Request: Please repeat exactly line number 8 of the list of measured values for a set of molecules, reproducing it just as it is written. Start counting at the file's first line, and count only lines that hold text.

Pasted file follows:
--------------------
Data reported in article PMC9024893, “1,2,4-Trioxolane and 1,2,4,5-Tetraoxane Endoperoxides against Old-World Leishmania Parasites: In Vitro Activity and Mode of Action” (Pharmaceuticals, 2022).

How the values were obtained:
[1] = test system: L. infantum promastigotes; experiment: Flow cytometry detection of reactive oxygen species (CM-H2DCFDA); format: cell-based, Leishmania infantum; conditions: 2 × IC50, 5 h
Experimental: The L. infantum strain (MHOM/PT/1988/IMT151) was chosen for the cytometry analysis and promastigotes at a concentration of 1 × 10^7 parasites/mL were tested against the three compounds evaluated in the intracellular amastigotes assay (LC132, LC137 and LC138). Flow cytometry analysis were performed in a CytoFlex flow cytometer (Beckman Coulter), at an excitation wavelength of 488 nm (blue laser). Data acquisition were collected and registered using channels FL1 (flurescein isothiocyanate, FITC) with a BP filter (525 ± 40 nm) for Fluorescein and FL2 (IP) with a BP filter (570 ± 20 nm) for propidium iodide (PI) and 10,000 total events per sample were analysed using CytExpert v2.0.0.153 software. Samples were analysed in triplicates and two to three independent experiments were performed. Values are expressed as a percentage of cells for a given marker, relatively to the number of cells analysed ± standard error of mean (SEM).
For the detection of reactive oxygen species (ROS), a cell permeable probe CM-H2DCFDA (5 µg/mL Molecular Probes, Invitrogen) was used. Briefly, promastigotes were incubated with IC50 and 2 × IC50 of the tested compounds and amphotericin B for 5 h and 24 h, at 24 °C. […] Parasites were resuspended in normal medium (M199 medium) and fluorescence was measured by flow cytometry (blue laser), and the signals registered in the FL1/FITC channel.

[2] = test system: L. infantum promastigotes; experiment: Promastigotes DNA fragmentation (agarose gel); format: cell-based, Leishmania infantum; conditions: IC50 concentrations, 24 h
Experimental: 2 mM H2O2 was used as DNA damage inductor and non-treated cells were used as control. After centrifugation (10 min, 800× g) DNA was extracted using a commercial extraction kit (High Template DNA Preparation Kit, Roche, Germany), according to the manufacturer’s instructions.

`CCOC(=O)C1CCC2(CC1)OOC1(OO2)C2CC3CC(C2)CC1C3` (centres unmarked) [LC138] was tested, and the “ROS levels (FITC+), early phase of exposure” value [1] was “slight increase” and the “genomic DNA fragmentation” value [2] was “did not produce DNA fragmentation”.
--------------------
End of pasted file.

`CCOC(=O)C1CCC2(CC1)OOC1(OO2)C2CC3CC(C2)CC1C3` (centres unmarked) [LC138] was tested, and the “ROS levels (FITC+), early phase of exposure” value [1] was “slight increase” and the “genomic DNA fragmentation” value [2] was “did not produce DNA fragmentation”.